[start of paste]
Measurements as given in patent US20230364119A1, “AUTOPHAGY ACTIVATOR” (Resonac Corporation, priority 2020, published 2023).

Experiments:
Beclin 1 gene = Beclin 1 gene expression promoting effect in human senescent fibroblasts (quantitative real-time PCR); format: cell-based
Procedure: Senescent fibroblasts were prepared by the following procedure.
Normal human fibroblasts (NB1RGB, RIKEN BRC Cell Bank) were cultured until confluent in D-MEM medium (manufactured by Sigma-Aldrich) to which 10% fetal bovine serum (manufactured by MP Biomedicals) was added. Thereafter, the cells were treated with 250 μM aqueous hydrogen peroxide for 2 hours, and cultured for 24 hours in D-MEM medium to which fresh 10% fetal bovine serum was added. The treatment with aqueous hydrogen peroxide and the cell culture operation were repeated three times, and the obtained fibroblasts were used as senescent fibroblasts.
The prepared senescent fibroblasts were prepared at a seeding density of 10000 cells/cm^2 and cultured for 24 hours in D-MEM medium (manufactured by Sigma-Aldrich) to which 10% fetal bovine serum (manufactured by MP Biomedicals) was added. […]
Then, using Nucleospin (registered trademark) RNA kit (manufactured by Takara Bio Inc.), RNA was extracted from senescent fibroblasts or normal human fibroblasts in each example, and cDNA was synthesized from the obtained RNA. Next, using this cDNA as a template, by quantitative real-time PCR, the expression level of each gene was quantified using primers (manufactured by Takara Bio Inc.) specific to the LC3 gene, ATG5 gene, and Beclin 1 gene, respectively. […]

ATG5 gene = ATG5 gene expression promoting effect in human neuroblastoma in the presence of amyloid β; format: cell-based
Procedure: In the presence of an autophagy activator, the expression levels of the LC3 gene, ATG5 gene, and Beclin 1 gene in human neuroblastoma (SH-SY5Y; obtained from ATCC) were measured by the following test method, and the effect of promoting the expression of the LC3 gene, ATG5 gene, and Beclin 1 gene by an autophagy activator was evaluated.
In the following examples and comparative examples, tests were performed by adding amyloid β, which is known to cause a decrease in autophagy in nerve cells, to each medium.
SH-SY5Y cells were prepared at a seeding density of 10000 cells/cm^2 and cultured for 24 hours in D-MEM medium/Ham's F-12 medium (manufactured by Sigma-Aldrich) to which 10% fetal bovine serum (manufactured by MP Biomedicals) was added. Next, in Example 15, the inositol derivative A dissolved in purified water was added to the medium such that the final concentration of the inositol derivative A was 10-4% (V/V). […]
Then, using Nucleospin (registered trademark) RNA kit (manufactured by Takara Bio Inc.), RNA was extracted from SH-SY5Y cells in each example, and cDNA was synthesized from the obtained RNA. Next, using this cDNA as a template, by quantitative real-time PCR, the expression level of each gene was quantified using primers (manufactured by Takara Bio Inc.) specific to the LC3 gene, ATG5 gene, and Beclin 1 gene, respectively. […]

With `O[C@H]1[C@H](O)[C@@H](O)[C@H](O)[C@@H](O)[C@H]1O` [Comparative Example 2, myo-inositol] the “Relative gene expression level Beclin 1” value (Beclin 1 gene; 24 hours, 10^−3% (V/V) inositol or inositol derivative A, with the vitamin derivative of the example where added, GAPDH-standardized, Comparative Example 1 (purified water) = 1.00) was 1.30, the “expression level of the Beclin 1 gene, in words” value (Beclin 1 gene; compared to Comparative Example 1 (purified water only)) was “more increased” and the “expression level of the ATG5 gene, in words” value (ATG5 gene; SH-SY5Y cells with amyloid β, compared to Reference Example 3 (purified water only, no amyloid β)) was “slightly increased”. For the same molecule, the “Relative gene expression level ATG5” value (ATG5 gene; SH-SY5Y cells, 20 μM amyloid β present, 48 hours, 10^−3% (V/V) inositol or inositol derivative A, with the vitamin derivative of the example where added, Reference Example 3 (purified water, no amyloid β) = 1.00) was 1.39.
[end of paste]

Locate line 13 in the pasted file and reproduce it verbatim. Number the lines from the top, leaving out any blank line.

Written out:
With `O[C@H]1[C@H](O)[C@@H](O)[C@H](O)[C@@H](O)[C@H]1O` [Comparative Example 2, myo-inositol] the “Relative gene expression level Beclin 1” value (Beclin 1 gene; 24 hours, 10^−3% (V/V) inositol or inositol derivative A, with the vitamin derivative of the example where added, GAPDH-standardized, Comparative Example 1 (purified water) = 1.00) was 1.30, the “expression level of the Beclin 1 gene, in words” value (Beclin 1 gene; compared to Comparative Example 1 (purified water only)) was “more increased” and the “expression level of the ATG5 gene, in words” value (ATG5 gene; SH-SY5Y cells with amyloid β, compared to Reference Example 3 (purified water only, no amyloid β)) was “slightly increased”. For the same molecule, the “Relative gene expression level ATG5” value (ATG5 gene; SH-SY5Y cells, 20 μM amyloid β present, 48 hours, 10^−3% (V/V) inositol or inositol derivative A, with the vitamin derivative of the example where added, Reference Example 3 (purified water, no amyloid β) = 1.00) was 1.39.